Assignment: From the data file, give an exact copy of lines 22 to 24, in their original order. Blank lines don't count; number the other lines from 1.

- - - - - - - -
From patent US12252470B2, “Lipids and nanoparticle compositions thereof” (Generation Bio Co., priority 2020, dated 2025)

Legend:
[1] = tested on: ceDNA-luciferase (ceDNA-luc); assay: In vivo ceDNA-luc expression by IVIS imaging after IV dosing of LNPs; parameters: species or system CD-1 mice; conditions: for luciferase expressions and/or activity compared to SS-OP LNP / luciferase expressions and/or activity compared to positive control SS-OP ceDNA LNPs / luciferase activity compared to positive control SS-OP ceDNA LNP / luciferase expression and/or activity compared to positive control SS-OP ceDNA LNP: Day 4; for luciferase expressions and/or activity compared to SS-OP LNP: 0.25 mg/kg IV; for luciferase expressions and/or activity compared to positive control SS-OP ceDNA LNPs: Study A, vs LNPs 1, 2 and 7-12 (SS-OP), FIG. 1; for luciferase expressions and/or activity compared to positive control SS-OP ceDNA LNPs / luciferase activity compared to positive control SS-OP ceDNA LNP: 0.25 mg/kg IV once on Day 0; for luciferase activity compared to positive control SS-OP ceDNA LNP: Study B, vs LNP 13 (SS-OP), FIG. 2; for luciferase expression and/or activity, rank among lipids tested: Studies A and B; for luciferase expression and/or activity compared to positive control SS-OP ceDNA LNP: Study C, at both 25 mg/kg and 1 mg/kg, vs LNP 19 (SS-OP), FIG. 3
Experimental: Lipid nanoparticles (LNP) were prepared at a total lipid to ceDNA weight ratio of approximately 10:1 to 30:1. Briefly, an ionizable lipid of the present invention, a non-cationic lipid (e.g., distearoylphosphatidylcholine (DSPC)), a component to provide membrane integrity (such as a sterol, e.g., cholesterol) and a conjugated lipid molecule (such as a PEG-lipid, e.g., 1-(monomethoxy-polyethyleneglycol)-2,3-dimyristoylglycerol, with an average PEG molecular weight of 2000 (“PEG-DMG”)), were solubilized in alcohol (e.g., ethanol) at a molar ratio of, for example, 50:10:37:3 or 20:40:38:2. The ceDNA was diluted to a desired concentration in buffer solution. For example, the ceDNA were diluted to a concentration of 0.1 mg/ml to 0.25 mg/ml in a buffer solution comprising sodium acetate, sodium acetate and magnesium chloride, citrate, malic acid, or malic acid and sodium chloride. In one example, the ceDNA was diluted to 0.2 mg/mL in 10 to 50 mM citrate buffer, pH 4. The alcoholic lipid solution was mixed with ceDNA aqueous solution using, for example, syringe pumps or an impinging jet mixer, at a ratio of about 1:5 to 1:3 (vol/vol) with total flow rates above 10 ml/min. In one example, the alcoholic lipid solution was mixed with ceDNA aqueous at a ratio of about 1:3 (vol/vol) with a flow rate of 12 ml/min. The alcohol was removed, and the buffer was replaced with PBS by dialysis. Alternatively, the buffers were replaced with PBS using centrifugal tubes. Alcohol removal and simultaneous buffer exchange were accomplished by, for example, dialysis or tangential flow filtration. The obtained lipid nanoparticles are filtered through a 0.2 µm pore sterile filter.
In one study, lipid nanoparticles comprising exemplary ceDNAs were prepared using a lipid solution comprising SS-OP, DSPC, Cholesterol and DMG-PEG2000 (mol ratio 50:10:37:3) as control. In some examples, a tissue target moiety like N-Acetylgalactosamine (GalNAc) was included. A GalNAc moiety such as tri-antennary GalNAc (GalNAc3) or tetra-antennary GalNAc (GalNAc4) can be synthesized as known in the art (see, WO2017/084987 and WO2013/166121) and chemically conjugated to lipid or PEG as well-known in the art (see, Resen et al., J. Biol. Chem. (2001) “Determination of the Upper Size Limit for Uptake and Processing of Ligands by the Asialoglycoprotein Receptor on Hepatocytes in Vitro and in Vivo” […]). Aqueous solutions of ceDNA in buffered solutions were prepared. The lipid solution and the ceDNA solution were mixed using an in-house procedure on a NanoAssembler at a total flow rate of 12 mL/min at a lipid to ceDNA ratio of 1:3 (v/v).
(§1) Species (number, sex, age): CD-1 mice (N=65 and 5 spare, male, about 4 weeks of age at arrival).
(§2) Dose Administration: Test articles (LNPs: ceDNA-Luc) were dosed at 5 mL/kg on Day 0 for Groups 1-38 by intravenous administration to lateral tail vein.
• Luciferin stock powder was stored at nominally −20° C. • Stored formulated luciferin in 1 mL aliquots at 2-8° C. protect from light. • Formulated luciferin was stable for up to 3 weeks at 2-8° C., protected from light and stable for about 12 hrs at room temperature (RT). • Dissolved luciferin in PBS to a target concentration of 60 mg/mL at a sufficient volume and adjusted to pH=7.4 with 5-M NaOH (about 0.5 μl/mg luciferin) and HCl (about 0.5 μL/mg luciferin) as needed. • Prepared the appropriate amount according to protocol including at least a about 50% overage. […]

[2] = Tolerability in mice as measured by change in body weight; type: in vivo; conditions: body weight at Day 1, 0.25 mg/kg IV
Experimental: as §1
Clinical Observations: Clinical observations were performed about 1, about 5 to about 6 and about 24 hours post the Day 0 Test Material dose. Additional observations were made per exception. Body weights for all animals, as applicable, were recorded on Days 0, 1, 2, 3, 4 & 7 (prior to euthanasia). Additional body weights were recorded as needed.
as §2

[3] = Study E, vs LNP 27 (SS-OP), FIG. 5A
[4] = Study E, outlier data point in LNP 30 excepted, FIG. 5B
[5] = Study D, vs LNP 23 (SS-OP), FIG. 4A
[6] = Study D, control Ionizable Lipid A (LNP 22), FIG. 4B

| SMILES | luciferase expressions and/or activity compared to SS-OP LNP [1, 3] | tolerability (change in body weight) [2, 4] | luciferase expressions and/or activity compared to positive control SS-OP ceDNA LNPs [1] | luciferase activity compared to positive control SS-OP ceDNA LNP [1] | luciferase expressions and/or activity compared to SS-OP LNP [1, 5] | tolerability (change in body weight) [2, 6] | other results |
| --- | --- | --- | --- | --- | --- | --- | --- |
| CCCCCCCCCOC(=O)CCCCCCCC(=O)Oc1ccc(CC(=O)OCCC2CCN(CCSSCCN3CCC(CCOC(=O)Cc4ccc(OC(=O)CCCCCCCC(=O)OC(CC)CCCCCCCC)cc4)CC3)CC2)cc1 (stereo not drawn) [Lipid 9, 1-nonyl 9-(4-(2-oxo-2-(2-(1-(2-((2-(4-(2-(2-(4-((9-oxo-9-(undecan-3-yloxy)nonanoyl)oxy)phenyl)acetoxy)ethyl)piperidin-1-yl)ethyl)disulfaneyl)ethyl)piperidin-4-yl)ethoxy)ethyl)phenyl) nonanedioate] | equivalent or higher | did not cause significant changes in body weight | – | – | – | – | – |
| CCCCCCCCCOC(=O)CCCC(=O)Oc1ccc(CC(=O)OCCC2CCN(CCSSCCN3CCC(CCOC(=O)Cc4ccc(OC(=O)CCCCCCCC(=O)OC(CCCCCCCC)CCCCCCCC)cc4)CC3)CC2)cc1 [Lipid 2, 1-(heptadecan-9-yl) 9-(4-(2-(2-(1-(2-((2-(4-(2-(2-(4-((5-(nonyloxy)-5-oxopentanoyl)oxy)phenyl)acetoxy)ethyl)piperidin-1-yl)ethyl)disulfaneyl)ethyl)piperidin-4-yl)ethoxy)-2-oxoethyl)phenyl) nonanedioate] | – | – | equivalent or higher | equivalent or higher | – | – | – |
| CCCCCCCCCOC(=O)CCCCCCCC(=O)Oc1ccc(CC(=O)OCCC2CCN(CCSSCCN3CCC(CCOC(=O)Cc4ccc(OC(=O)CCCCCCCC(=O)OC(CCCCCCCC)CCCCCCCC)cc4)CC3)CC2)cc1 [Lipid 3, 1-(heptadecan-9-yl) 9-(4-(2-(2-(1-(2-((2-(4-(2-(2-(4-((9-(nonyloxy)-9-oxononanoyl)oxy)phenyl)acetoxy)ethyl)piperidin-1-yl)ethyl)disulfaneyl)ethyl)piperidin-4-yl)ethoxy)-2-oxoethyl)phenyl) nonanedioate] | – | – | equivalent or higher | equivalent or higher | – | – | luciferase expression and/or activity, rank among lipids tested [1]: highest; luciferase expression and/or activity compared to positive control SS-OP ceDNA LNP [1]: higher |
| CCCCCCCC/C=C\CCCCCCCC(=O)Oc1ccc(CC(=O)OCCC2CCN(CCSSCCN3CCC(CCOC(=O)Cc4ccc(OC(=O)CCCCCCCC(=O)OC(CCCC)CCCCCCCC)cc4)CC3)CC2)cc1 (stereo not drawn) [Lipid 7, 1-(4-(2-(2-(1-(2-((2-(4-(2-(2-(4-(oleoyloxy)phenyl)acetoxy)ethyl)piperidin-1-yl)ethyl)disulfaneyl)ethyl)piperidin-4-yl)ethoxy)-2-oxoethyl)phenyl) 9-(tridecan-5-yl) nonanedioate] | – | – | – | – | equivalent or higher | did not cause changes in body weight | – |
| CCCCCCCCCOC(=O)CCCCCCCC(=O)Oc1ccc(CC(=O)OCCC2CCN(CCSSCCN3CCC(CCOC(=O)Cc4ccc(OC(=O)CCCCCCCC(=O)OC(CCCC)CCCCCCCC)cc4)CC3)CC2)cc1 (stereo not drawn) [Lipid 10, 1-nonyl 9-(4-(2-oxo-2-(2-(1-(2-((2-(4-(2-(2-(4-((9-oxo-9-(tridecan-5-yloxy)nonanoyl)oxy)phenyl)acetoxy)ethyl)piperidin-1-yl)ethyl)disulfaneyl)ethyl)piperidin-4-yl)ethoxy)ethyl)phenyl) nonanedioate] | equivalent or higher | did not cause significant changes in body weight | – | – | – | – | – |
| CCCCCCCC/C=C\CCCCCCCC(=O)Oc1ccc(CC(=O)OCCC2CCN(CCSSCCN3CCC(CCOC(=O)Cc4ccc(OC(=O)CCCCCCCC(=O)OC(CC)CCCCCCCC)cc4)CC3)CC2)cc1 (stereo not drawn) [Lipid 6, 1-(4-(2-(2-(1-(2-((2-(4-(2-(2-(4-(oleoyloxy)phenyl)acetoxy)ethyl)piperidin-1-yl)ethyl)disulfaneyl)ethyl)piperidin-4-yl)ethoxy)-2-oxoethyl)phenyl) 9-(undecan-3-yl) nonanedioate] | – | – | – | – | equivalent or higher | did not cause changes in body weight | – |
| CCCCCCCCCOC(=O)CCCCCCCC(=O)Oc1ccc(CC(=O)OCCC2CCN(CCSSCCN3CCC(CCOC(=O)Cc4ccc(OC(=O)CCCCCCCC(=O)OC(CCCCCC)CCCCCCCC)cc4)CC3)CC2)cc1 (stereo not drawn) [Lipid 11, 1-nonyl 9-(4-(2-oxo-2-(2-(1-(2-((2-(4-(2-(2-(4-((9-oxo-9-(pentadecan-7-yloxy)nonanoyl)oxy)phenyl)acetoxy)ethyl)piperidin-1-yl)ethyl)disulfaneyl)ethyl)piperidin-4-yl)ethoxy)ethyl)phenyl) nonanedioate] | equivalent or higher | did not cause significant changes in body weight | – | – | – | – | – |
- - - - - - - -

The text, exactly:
| CCCCCCCC/C=C\CCCCCCCC(=O)Oc1ccc(CC(=O)OCCC2CCN(CCSSCCN3CCC(CCOC(=O)Cc4ccc(OC(=O)CCCCCCCC(=O)OC(CCCC)CCCCCCCC)cc4)CC3)CC2)cc1 (stereo not drawn) [Lipid 7, 1-(4-(2-(2-(1-(2-((2-(4-(2-(2-(4-(oleoyloxy)phenyl)acetoxy)ethyl)piperidin-1-yl)ethyl)disulfaneyl)ethyl)piperidin-4-yl)ethoxy)-2-oxoethyl)phenyl) 9-(tridecan-5-yl) nonanedioate] | – | – | – | – | equivalent or higher | did not cause changes in body weight | – |
| CCCCCCCCCOC(=O)CCCCCCCC(=O)Oc1ccc(CC(=O)OCCC2CCN(CCSSCCN3CCC(CCOC(=O)Cc4ccc(OC(=O)CCCCCCCC(=O)OC(CCCC)CCCCCCCC)cc4)CC3)CC2)cc1 (stereo not drawn) [Lipid 10, 1-nonyl 9-(4-(2-oxo-2-(2-(1-(2-((2-(4-(2-(2-(4-((9-oxo-9-(tridecan-5-yloxy)nonanoyl)oxy)phenyl)acetoxy)ethyl)piperidin-1-yl)ethyl)disulfaneyl)ethyl)piperidin-4-yl)ethoxy)ethyl)phenyl) nonanedioate] | equivalent or higher | did not cause significant changes in body weight | – | – | – | – | – |
| CCCCCCCC/C=C\CCCCCCCC(=O)Oc1ccc(CC(=O)OCCC2CCN(CCSSCCN3CCC(CCOC(=O)Cc4ccc(OC(=O)CCCCCCCC(=O)OC(CC)CCCCCCCC)cc4)CC3)CC2)cc1 (stereo not drawn) [Lipid 6, 1-(4-(2-(2-(1-(2-((2-(4-(2-(2-(4-(oleoyloxy)phenyl)acetoxy)ethyl)piperidin-1-yl)ethyl)disulfaneyl)ethyl)piperidin-4-yl)ethoxy)-2-oxoethyl)phenyl) 9-(undecan-3-yl) nonanedioate] | – | – | – | – | equivalent or higher | did not cause changes in body weight | – |